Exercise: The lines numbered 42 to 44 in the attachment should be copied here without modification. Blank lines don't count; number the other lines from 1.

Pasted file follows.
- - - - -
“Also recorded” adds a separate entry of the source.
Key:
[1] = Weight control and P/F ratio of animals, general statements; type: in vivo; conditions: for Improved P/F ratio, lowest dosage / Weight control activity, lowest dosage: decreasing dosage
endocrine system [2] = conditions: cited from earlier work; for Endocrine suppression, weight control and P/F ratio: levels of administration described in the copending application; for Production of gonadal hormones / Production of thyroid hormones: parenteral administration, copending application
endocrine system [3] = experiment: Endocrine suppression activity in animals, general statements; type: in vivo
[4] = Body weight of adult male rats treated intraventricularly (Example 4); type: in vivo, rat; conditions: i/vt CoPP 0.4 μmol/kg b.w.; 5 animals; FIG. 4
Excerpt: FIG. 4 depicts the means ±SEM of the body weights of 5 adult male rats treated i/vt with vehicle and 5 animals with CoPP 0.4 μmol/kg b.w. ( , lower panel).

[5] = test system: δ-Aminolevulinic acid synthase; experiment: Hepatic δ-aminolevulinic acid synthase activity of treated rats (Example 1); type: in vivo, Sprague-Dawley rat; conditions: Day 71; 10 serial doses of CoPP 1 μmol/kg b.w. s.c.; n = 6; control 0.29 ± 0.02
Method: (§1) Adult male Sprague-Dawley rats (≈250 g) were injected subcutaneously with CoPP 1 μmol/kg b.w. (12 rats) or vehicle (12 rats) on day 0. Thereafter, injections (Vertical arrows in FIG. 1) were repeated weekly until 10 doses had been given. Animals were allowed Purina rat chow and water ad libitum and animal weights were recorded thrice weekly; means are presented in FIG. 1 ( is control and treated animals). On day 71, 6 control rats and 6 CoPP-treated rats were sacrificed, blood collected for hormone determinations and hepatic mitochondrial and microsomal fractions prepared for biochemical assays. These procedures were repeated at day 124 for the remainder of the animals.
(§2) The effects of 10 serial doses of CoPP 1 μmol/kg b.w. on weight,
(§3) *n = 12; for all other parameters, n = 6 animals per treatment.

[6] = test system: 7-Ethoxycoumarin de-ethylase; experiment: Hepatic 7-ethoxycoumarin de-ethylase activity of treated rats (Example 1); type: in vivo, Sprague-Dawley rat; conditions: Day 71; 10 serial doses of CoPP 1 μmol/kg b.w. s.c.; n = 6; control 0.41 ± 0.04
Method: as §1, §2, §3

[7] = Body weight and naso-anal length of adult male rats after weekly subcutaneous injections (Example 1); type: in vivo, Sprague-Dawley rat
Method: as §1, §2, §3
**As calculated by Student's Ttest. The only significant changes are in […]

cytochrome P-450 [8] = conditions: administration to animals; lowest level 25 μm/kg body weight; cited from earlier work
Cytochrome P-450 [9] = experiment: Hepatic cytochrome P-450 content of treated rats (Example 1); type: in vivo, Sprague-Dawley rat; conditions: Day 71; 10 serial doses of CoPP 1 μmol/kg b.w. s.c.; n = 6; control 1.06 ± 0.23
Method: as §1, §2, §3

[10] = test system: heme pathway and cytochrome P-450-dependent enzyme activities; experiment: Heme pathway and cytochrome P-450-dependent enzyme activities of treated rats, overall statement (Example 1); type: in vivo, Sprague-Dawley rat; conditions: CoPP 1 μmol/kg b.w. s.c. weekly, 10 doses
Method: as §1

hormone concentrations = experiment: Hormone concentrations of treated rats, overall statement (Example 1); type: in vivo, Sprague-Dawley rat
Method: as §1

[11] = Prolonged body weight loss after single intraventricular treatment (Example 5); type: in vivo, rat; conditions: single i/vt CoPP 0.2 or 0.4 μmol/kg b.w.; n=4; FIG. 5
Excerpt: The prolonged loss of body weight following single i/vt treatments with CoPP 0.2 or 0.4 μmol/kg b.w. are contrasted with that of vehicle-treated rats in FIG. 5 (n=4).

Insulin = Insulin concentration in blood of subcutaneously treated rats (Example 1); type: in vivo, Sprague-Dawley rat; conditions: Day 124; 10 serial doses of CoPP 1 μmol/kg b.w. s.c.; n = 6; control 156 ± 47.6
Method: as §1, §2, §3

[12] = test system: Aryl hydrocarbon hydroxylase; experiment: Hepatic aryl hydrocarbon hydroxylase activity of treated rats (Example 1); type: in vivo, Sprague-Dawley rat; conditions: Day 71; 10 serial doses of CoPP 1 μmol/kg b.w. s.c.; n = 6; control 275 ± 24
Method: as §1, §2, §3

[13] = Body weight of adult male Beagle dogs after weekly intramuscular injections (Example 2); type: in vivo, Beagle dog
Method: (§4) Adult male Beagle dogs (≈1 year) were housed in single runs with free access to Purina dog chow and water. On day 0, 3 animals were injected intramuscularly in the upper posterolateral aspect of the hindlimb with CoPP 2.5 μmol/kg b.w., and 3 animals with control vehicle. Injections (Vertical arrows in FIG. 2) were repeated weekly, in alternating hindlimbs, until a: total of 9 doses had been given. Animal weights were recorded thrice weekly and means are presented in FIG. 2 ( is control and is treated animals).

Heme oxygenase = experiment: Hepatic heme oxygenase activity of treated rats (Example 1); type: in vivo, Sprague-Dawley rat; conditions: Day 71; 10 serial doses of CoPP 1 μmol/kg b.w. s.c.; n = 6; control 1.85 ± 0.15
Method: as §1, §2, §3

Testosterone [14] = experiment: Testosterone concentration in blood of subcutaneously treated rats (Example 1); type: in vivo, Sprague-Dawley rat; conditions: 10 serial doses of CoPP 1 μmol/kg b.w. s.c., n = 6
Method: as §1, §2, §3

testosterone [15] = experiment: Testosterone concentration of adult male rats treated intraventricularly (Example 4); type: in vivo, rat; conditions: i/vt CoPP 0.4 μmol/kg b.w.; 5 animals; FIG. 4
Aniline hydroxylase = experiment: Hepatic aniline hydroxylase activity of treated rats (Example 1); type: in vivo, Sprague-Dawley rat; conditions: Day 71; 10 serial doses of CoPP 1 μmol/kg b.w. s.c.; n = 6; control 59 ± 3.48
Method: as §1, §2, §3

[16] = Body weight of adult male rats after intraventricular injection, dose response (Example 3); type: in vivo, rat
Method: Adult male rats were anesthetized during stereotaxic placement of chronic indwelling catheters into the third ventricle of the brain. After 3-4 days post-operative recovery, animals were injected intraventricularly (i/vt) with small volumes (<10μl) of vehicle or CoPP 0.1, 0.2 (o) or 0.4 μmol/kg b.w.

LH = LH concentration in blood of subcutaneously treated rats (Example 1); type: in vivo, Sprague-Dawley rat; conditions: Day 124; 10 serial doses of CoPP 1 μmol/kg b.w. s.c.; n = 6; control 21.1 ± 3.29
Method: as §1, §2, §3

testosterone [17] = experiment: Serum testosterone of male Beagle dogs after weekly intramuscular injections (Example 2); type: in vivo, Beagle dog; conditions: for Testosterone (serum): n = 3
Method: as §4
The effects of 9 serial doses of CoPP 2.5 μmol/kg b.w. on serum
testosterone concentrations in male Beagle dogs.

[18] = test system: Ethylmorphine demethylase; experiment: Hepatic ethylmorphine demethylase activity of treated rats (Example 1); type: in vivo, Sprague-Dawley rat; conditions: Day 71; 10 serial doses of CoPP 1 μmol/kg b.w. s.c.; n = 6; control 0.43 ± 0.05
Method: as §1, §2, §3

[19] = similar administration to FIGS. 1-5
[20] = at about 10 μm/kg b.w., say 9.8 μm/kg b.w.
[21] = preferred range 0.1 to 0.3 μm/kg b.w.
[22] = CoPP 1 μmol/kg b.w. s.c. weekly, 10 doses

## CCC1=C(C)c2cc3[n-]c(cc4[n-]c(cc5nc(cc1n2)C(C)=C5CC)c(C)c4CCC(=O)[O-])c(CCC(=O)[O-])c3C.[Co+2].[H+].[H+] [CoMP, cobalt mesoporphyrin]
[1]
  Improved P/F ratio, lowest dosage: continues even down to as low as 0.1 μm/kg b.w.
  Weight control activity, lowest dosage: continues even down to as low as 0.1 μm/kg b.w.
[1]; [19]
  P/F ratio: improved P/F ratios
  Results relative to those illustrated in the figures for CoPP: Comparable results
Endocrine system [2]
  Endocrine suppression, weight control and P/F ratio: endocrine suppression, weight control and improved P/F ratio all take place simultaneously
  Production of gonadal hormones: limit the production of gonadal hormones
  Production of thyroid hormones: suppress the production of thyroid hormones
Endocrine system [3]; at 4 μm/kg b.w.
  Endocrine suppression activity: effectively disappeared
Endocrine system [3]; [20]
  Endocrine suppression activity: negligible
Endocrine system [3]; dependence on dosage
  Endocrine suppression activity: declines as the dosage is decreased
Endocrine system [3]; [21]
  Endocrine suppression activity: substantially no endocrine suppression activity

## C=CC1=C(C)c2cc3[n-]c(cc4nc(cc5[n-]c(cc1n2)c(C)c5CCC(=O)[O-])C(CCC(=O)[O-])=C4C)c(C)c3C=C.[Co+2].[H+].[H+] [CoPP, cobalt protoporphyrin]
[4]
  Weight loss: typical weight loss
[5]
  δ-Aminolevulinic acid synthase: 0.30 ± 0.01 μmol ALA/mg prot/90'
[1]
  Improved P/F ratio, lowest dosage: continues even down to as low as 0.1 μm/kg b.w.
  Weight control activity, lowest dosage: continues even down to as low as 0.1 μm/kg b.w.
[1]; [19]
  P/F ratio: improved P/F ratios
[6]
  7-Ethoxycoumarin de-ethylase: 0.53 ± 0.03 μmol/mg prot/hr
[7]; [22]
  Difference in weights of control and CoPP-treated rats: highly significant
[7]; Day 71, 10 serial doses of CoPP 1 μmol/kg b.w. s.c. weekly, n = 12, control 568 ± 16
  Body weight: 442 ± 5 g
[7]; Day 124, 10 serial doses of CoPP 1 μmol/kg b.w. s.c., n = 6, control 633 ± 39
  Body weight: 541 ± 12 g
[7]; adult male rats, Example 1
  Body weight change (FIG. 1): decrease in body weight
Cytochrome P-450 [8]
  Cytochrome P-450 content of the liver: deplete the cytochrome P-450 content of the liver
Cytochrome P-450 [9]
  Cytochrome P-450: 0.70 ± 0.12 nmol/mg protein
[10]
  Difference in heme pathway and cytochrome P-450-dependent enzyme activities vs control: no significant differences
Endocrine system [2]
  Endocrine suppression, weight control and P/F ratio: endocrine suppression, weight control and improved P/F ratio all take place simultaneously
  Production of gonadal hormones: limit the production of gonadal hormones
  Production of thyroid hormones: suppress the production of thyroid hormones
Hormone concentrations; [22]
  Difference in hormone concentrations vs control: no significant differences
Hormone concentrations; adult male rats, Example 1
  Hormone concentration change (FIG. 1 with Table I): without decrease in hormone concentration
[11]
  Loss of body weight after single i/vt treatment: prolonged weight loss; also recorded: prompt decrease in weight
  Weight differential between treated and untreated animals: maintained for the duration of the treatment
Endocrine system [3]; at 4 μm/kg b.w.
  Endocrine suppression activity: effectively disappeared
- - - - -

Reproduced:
Method: as §1, §2, §3

testosterone [17] = experiment: Serum testosterone of male Beagle dogs after weekly intramuscular injections (Example 2); type: in vivo, Beagle dog; conditions: for Testosterone (serum): n = 3
Method: as §4